- existing as the only one or as the sole example; single; solitary in type or characteristics: a unique copy of an ancient manuscript.
- having no like or equal; unparalleled; incomparable: Bach was unique in his handling of counterpoint.
- limited in occurrence to a given class, situation, or area: a species unique to Australia.
- limited to a single outcome or result; without alternative possibilities: Certain types of problems have unique solutions.
- not typical; unusual: She has a very unique smile.
- the embodiment of unique characteristics; the only specimen of a given kind: The unique is also the improbable.
Origin of unique
The earliest meanings of unique when it entered English around the beginning of the 17th century were “single, sole” and “having no equal.” By the mid-19th century unique had developed a wider meaning, “not typical, unusual,” and it is in this wider sense that it is compared: The foliage on the late-blooming plants is more unique than that on the earlier varieties. The comparison of so-called absolutes in senses that are not absolute is standard in all varieties of speech and writing.
See also a1, complete, perfect.
Examples from the Web for uniquely
If well done, a video game is uniquely suited to tell the story of a television show.‘Game of Thrones’ Interactive FanFiction: Whoops, My Friend Was Speared in the Throat
December 13, 2014
Though, at their best, the Van Winkle whiskies are excellent, Pappy is not uniquely great.The Cult of Pappy van Winkle
December 3, 2014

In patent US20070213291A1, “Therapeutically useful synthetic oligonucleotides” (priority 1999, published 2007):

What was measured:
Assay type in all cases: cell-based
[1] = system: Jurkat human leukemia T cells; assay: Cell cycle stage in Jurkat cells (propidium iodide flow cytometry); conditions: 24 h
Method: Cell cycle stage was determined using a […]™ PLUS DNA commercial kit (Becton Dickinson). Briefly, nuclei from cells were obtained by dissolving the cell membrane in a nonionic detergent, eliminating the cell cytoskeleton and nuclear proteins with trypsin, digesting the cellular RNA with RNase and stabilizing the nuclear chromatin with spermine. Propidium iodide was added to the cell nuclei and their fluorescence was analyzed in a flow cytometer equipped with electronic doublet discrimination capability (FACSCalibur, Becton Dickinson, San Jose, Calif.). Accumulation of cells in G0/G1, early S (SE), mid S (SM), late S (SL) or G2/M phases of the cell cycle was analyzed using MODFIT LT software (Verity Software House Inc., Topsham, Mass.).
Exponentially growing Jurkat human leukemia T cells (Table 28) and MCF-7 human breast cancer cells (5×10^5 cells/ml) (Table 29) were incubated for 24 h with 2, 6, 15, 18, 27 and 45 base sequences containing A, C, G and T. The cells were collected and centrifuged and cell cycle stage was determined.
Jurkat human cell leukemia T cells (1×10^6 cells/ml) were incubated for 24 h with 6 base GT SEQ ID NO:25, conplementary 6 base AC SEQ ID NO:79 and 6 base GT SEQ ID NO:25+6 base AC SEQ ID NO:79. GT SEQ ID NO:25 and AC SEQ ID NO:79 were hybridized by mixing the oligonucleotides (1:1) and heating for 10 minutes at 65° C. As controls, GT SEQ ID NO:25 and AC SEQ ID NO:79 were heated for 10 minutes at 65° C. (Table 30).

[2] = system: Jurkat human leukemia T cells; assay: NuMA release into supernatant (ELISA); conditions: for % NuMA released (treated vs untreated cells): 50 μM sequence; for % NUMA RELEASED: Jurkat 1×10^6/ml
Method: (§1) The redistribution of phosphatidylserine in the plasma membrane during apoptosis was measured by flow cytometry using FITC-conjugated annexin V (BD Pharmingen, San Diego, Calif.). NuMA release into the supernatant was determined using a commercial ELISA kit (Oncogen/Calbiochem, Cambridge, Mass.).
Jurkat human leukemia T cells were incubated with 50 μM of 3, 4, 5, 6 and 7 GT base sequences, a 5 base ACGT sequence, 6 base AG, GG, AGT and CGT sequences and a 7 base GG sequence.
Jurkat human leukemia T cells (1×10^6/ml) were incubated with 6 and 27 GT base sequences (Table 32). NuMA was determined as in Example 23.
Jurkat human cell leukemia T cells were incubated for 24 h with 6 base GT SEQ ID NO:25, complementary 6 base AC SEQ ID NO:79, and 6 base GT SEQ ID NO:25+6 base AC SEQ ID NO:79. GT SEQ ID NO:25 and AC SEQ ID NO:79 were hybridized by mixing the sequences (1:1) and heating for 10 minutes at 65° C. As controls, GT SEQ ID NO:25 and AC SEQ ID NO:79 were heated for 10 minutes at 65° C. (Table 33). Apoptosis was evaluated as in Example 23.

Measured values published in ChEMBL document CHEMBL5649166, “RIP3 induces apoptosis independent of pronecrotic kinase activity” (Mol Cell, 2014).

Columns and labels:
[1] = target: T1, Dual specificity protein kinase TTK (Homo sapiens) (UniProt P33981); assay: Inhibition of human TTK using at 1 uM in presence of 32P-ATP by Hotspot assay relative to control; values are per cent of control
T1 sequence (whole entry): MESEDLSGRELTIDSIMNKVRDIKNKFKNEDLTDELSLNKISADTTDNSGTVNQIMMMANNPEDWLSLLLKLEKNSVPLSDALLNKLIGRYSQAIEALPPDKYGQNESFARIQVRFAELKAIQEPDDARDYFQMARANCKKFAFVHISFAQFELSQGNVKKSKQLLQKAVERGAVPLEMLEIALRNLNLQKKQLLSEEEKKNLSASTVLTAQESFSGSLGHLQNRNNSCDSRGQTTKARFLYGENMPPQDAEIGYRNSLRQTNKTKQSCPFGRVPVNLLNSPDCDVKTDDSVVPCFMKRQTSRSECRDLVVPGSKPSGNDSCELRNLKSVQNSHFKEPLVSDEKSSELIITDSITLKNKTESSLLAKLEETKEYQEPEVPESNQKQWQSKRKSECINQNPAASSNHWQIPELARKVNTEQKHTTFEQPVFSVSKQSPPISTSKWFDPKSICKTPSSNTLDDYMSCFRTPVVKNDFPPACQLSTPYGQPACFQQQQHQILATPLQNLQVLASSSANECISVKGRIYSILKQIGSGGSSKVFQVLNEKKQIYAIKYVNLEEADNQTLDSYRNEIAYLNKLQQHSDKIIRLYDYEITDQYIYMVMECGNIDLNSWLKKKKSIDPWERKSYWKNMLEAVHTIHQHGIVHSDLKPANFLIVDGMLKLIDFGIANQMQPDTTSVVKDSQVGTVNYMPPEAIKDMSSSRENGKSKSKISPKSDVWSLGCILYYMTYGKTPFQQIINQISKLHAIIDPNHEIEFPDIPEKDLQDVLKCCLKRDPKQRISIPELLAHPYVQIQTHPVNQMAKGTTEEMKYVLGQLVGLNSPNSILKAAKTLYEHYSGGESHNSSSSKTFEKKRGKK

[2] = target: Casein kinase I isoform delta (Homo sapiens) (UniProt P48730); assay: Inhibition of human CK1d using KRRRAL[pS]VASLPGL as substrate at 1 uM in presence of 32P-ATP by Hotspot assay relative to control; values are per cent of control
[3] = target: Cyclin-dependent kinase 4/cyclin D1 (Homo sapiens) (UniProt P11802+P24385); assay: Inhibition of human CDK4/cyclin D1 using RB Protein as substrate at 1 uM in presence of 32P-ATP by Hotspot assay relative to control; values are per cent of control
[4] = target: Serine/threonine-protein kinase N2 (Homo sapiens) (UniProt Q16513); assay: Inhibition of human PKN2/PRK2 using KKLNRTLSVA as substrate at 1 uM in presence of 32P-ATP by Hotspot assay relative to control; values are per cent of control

But I feel like films are uniquely suited towards addressing paradox, recursiveness, and worlds-within-worlds.Christopher Nolan Uncut: On ‘Interstellar,’ Ben Affleck’s Batman, and the Future of Mankind
November 10, 2014
I think Mudbloods does that in a uniquely appropriate way, but there are other reasons it fits.Why I Named My Quidditch Film Mudbloods
October 14, 2014
But the Madonna videos—particularly “Express Yourself” and “Vogue”—are uniquely spectacular.David Fincher’s Backseat Feminism
October 9, 2014
Lampsacus worshipped a very great god and worshipped him uniquely.The Paliser case
While caring is not unique to nursing, it is uniquely expressed in nursing.Nursing as Caring
Well he understood her regret for that uniquely sharp speech of hers.Angela's Business
Henry Sydnor Harrison
On another, "To the unique, from one who admires him uniquely."
The loss was like that of an only and uniquely beloved child.
- being the only one of a particular type; single; sole
- without equal or like; unparalleled
- informal very remarkable or unusual
- leading to only one resultthe sum of two integers is unique
- having precisely one valuethe unique positive square root of 4 is 2
Word Origin and History for uniquely
c.1600, "single, solitary," from French unique, from Latin unicus "single, sole," from unus "one" (see one). Meaning "forming the only one of its kind" is attested from 1610s; erroneous sense of "remarkable, uncommon" is attested from mid-19c.